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How to Adjust pH in the Freshwater Aquarium

How to Adjust pH in the Freshwater Aquarium

Written by: Tammy (@aquarist_tl

 

So you've started your planted tank and unfortunately for some reason, nothing is thriving. You buy a test kit and test your water to find that the levels in your aquarium are not right, especially the pH levels.

Looking for ways to lower or increase the pH of your planted aquarium water? Some of those interested in the freshwater aquarium hobby may have water that has a lower or higher pH than the what's ideal for the aquarium fish, shrimp, or even aquatic plants they want to keep. In some extreme cases, even the hardiest of aquatic plants cannot survive. Although it’s highly recommended to NOT chase water parameters (since consistency more important in keeping your tank and its inhabitants healthy), some may find it absolutely necessary in order to keep a healthy planted tank in the first place.

  • Note: While constantly messing with the parameters of your water is not recommended, we have heard of extreme cases such as water that has a pH value over 9. From our experience, there are not many plants that would survive in these conditions, so it’s understandable that an adjustment is necessary for a healthy tank. If you’re concerned about how your water will affect your plants, we recommend starting hardier plants like bucephalandra, anubias, and java fern to use as a baseline for whether or not your water is detrimental to plants.

Remember, testing the pH and other water parameters in your fish tank is important and should be done often. After all, you want your slice of nature to thrive. Now, this article will go over methods you can use to adjust the pH of your aquarium water.

 

How to Lower Aquarium pH

1. Aquarium Soil

 uns controsoil

If you’re interested in keeping aquatic plants but need to buffer the pH in your planted tank, you can knock out two birds with one stone by using a quality aquarium soil. Some aqua soils, such as UNS Controsoil, is designed to maintain a pH below 7 and is full of essential nutrients for plants to thrive. Plants that feed heavily from their roots like echinodorus and stem plants will benefit greatly from using a nutrient-rich soil as substrate.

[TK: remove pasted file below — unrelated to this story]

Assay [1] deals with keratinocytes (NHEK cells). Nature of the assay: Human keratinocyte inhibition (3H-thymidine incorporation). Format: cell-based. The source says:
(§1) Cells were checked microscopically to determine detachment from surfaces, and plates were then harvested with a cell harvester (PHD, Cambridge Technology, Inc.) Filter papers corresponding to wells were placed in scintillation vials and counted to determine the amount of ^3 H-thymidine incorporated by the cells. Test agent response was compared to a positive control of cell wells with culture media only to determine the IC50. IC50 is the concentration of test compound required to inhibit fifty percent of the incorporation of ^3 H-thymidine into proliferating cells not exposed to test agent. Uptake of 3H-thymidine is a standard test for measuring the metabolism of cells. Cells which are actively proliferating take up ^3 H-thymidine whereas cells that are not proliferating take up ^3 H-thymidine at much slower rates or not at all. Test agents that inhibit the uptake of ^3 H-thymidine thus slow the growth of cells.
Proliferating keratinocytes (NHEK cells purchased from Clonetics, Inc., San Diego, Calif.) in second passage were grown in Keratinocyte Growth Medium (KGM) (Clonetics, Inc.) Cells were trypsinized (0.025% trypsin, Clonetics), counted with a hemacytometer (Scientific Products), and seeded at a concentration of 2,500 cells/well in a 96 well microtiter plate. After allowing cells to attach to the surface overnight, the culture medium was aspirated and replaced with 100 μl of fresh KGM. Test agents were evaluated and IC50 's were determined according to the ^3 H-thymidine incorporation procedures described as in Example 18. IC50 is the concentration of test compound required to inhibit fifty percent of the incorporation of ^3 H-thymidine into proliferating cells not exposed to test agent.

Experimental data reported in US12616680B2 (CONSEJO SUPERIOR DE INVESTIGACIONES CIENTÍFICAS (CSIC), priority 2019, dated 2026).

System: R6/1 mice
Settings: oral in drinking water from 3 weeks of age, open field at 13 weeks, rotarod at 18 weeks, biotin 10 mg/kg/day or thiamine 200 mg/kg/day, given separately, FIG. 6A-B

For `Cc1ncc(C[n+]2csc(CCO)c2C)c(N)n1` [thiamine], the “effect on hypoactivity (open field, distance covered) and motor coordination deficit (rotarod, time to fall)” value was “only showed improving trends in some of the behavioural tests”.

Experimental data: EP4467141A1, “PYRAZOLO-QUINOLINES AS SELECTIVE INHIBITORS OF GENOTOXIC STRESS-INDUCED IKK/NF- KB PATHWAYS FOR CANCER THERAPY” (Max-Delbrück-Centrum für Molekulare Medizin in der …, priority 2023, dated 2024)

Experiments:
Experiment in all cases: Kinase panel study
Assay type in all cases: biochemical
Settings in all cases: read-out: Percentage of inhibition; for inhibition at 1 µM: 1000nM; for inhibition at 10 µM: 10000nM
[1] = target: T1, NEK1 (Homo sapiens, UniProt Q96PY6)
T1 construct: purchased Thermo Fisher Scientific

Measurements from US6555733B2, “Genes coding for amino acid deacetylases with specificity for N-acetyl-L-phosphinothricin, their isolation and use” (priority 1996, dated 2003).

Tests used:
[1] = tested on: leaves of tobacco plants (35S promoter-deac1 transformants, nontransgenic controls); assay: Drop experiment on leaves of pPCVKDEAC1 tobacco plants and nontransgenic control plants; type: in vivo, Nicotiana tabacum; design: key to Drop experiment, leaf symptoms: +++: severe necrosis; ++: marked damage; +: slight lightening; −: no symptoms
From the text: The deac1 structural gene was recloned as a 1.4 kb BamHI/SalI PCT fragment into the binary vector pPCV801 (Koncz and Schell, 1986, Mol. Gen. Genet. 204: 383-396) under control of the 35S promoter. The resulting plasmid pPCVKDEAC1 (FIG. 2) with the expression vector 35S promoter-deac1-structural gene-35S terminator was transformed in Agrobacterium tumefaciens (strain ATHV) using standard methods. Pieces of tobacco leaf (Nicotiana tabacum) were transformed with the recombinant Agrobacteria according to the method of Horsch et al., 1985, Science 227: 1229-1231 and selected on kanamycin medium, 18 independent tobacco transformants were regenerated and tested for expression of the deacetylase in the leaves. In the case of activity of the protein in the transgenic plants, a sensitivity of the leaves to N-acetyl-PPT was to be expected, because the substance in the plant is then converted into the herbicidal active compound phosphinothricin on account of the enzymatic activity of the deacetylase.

2. Driftwood & Other Tannin Sources

driftwood

Another way to lower the pH of aquarium water is by adding driftwood. When driftwood is submerged, it will release tannins that lower the pH of the tank. Similar to making tea, the release of the tannins may turn your tank water water a brown or yellow color. To avoid the brown tinted water, you can boil it for 1-2 hours, which will also help sterilize the wood. Please make sure to use aquarium-safe wood, as not all wood is safe for fish and shrimp! You can browse a variety of aquarium safe wood HERE.

 catappa leaves

Another option is other organics, or "botanicals," that can be added into the tank water to reduce the pH. Peat moss, catappa/Indian almond leaves, and alder cones are used by many in the hobby to lower the pH of aquariums. Like driftwood, they all release tannins when they break down underwater.

 

3. Reverse Osmosis Deionization System (RO/DI) and Remineralization

A RO/DI system is basically a filter that removes almost all of the impurities out of the water that goes into it. These systems usually run tap water through a sediment filter, then a carbon filter, leaving pure H2O at the end of the process.